A recent report released by the Department of Veteran Affairs shows the government agency going to great lengths to cover up medical malpractice by its doctors. With over 100 procedures performed incompetently, the routinely-criticized government agency now has a new stain on its reputation. According to the government, most of these botched procedures can be blamed on a single doctor – Dr. Thomas Franchini.
The Department of Veteran Affairs states that of the 100 medical malpractice cases that surfaced during the investigation, 88 could be attributed to the doctor. The stunning number of victims is secondary only to the horrific damage he caused by his incompetence. Of the many examples given by USA Today, the doctor drilled the wrong screw into one veteran’s leg, he once “cut into patients who did not need surgery at all,” and, perhaps, most horrifically he failed to fuse the ankle of a woman. The resulting pain was so great that she chose to have her entire leg removed.
While the recklessness of a government agency allowing such an incompetent doctor to continue seeing patients would be appalling enough, reports show that the VA, including the higher-ups, had knowledge of the medical malpractice and did not act. As the old trope goes, the coverup is always worse than the crime. In a deposition, the hospital’s former surgery chief, Robert Sampson, said that the hospital “found that he was a dangerous surgeon.” After 88 instances of medical malpractice, that may be an understatement.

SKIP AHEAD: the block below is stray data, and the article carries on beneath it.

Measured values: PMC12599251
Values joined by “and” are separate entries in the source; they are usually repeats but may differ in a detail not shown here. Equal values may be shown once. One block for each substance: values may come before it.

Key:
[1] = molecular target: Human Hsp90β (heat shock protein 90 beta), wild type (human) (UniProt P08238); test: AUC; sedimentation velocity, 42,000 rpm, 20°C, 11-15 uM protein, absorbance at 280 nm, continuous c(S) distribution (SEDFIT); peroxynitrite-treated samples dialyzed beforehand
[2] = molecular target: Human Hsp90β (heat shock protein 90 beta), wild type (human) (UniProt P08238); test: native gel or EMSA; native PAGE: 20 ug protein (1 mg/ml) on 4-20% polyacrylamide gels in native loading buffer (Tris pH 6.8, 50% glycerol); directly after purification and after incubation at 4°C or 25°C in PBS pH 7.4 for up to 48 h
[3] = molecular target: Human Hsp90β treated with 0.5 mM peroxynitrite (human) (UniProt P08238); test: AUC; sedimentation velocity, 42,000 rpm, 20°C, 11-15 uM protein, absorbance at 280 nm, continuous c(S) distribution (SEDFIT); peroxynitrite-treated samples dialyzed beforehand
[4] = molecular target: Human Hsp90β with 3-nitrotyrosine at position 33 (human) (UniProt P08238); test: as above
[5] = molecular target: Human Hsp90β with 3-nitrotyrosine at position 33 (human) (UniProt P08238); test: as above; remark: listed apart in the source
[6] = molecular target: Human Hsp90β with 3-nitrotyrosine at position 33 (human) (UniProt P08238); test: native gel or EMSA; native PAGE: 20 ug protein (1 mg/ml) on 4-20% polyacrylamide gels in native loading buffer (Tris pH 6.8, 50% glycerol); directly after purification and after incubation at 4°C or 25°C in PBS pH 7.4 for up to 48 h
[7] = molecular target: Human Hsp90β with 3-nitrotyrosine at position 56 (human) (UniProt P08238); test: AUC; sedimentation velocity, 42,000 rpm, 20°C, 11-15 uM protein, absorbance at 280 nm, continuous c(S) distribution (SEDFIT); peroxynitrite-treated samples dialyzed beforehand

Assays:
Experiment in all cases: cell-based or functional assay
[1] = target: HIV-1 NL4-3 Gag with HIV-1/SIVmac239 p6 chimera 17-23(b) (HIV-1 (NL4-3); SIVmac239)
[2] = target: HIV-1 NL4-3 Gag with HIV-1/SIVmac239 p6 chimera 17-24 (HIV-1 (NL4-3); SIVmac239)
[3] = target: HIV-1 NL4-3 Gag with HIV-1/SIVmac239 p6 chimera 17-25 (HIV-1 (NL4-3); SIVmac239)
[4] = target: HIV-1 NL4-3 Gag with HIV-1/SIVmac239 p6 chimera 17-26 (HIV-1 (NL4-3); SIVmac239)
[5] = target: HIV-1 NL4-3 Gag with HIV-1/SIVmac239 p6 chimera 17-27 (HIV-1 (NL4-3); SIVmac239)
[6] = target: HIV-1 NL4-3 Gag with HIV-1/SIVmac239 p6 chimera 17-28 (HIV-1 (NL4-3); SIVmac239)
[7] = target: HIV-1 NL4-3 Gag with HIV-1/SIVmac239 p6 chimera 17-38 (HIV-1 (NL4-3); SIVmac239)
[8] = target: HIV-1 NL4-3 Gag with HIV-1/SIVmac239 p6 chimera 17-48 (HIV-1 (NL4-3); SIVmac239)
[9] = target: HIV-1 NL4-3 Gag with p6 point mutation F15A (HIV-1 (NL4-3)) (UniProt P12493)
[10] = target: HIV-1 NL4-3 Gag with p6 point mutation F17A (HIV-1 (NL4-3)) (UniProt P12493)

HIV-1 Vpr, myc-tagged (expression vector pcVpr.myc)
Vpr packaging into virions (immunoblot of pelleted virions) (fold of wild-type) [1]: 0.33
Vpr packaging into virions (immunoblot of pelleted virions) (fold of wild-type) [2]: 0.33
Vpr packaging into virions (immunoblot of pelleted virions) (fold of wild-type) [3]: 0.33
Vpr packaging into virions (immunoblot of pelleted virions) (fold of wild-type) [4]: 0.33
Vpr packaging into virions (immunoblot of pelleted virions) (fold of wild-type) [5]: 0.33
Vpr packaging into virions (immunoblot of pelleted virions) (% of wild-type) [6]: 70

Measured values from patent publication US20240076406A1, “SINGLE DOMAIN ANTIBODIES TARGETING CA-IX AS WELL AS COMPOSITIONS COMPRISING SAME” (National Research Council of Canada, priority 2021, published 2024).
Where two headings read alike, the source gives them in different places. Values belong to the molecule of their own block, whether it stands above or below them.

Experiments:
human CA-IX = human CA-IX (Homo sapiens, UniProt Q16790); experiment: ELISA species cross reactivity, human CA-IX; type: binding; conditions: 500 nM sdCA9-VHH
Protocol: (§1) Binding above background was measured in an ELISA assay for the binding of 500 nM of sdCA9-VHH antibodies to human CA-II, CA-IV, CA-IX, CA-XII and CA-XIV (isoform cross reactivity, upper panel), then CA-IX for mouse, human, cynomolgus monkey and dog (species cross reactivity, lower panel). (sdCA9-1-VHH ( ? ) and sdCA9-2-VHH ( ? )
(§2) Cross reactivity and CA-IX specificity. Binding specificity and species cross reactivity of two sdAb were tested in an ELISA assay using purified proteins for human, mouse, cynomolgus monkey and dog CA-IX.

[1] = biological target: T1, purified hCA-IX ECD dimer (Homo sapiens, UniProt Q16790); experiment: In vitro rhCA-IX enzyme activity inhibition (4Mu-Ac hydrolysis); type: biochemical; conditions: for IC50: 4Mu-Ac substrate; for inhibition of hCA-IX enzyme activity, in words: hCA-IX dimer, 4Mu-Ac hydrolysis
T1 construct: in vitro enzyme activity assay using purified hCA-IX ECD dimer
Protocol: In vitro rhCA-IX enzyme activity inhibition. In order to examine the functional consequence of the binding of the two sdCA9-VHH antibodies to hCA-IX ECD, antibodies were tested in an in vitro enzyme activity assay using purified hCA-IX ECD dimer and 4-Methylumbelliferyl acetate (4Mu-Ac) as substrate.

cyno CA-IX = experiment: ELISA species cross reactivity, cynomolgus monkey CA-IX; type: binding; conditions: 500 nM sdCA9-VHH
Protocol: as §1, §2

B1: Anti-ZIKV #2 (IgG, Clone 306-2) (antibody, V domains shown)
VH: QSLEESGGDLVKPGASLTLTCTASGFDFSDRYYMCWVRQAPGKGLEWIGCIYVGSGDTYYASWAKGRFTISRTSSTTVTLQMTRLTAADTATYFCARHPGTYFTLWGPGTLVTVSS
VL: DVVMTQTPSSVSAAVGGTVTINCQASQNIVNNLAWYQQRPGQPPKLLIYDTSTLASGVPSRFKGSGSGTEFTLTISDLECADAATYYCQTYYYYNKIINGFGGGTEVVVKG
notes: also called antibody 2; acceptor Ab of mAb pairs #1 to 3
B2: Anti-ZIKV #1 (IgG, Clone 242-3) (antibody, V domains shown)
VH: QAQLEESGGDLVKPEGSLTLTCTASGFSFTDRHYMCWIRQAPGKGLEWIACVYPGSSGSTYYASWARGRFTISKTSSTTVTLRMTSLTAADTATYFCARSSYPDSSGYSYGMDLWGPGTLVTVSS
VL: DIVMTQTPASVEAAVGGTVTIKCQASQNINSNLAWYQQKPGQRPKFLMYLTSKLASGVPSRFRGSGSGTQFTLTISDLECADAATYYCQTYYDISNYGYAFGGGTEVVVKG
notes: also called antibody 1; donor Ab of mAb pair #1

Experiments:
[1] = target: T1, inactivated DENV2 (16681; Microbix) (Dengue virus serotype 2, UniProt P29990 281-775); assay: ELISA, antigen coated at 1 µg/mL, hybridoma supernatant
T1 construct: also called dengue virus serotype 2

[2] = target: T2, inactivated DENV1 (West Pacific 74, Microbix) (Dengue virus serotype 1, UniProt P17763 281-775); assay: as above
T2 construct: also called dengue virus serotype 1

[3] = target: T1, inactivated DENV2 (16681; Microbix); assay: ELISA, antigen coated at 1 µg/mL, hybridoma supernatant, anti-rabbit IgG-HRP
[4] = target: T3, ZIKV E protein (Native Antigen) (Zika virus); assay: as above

After allowing the so-called “dangerous surgeon” to harm 88 of our country’s veterans, the VA then allowed Franchini to resign, without any punishment. The Department did not alert any state regulators or the national database meant to track problematic doctors. Amazingly, Dr. Franchini is now operating a podiatry in New York City.
Veteran Affairs Secretary David Shulkin has promised to overhaul the agency’s response to medical malpractice in response to the investigation.
A pair of Senators seem intent on making sure those reforms materialize. Sens. Dean Heller and Joe Manchin have proposed a bipartisan bill that would force the Department of Veteran Affairs to report any medical personnel’s disciplinary action to a national database and state medical boards within 30 days. Further, the agency will no longer be able to purge “negative records” from the worker’s personal files. Previously, the agency was only required to report disciplinary action of doctors to a national database – a process that took months or years, if it even happened at all.